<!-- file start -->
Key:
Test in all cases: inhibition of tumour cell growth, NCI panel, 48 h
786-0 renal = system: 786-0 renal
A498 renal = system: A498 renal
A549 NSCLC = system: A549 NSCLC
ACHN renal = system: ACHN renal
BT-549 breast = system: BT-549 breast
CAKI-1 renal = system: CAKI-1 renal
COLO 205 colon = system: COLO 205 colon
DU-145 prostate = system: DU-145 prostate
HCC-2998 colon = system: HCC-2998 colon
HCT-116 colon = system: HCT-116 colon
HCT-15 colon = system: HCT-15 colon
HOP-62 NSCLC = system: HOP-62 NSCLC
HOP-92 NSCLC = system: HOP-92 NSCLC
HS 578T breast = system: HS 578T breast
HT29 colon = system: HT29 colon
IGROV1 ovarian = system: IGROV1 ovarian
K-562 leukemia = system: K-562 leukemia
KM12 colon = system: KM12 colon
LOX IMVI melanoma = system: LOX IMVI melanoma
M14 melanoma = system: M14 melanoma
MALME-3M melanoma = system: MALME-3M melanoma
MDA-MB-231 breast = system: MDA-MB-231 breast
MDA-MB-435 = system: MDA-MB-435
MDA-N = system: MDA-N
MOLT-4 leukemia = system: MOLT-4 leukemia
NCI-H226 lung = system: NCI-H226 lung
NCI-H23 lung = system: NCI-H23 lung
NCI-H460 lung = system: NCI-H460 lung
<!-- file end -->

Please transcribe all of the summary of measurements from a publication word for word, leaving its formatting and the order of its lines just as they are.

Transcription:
Key:
Test in all cases: inhibition of tumour cell growth, NCI panel, 48 h
786-0 renal = system: 786-0 renal
A498 renal = system: A498 renal
A549 NSCLC = system: A549 NSCLC
ACHN renal = system: ACHN renal
BT-549 breast = system: BT-549 breast
CAKI-1 renal = system: CAKI-1 renal
COLO 205 colon = system: COLO 205 colon
DU-145 prostate = system: DU-145 prostate
HCC-2998 colon = system: HCC-2998 colon
HCT-116 colon = system: HCT-116 colon
HCT-15 colon = system: HCT-15 colon
HOP-62 NSCLC = system: HOP-62 NSCLC
HOP-92 NSCLC = system: HOP-92 NSCLC
HS 578T breast = system: HS 578T breast
HT29 colon = system: HT29 colon
IGROV1 ovarian = system: IGROV1 ovarian
K-562 leukemia = system: K-562 leukemia
KM12 colon = system: KM12 colon
LOX IMVI melanoma = system: LOX IMVI melanoma
M14 melanoma = system: M14 melanoma
MALME-3M melanoma = system: MALME-3M melanoma
MDA-MB-231 breast = system: MDA-MB-231 breast
MDA-MB-435 = system: MDA-MB-435
MDA-N = system: MDA-N
MOLT-4 leukemia = system: MOLT-4 leukemia
NCI-H226 lung = system: NCI-H226 lung
NCI-H23 lung = system: NCI-H23 lung
NCI-H460 lung = system: NCI-H460 lung